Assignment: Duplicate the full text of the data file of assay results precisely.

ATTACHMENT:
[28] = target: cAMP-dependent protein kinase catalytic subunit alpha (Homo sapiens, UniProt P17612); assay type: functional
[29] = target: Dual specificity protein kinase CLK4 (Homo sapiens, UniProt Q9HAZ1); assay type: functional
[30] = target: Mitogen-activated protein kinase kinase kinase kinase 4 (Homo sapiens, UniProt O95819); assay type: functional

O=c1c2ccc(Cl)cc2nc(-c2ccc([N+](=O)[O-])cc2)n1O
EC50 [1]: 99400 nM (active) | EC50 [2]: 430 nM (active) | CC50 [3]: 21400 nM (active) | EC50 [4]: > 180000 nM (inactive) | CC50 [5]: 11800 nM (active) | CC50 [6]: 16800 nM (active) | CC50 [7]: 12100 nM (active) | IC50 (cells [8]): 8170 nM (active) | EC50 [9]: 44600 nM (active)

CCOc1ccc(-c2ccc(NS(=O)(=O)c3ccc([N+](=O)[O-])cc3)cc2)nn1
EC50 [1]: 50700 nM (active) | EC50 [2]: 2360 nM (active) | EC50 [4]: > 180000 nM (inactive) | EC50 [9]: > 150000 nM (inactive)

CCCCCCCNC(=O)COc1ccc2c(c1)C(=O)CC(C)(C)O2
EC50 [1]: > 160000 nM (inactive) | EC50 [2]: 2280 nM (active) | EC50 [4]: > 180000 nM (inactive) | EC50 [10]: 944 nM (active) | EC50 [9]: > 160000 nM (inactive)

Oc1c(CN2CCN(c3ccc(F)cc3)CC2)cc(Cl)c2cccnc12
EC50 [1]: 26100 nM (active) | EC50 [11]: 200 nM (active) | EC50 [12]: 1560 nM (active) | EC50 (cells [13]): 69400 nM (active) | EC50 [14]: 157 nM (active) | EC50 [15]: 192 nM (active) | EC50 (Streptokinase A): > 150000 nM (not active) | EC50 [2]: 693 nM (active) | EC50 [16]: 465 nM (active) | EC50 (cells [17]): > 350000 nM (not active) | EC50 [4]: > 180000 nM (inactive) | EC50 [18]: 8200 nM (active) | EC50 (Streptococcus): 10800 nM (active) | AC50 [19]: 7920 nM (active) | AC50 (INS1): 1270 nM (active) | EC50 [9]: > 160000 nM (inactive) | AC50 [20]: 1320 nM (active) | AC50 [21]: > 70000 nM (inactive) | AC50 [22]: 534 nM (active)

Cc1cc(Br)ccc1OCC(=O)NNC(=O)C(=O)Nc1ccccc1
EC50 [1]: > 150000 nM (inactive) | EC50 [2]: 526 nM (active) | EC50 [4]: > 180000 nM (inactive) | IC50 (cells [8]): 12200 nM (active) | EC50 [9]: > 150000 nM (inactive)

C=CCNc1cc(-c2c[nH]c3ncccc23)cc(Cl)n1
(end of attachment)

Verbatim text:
[28] = target: cAMP-dependent protein kinase catalytic subunit alpha (Homo sapiens, UniProt P17612); assay type: functional
[29] = target: Dual specificity protein kinase CLK4 (Homo sapiens, UniProt Q9HAZ1); assay type: functional
[30] = target: Mitogen-activated protein kinase kinase kinase kinase 4 (Homo sapiens, UniProt O95819); assay type: functional

O=c1c2ccc(Cl)cc2nc(-c2ccc([N+](=O)[O-])cc2)n1O
EC50 [1]: 99400 nM (active) | EC50 [2]: 430 nM (active) | CC50 [3]: 21400 nM (active) | EC50 [4]: > 180000 nM (inactive) | CC50 [5]: 11800 nM (active) | CC50 [6]: 16800 nM (active) | CC50 [7]: 12100 nM (active) | IC50 (cells [8]): 8170 nM (active) | EC50 [9]: 44600 nM (active)

CCOc1ccc(-c2ccc(NS(=O)(=O)c3ccc([N+](=O)[O-])cc3)cc2)nn1
EC50 [1]: 50700 nM (active) | EC50 [2]: 2360 nM (active) | EC50 [4]: > 180000 nM (inactive) | EC50 [9]: > 150000 nM (inactive)

CCCCCCCNC(=O)COc1ccc2c(c1)C(=O)CC(C)(C)O2
EC50 [1]: > 160000 nM (inactive) | EC50 [2]: 2280 nM (active) | EC50 [4]: > 180000 nM (inactive) | EC50 [10]: 944 nM (active) | EC50 [9]: > 160000 nM (inactive)

Oc1c(CN2CCN(c3ccc(F)cc3)CC2)cc(Cl)c2cccnc12
EC50 [1]: 26100 nM (active) | EC50 [11]: 200 nM (active) | EC50 [12]: 1560 nM (active) | EC50 (cells [13]): 69400 nM (active) | EC50 [14]: 157 nM (active) | EC50 [15]: 192 nM (active) | EC50 (Streptokinase A): > 150000 nM (not active) | EC50 [2]: 693 nM (active) | EC50 [16]: 465 nM (active) | EC50 (cells [17]): > 350000 nM (not active) | EC50 [4]: > 180000 nM (inactive) | EC50 [18]: 8200 nM (active) | EC50 (Streptococcus): 10800 nM (active) | AC50 [19]: 7920 nM (active) | AC50 (INS1): 1270 nM (active) | EC50 [9]: > 160000 nM (inactive) | AC50 [20]: 1320 nM (active) | AC50 [21]: > 70000 nM (inactive) | AC50 [22]: 534 nM (active)

Cc1cc(Br)ccc1OCC(=O)NNC(=O)C(=O)Nc1ccccc1
EC50 [1]: > 150000 nM (inactive) | EC50 [2]: 526 nM (active) | EC50 [4]: > 180000 nM (inactive) | IC50 (cells [8]): 12200 nM (active) | EC50 [9]: > 150000 nM (inactive)

C=CCNc1cc(-c2c[nH]c3ncccc23)cc(Cl)n1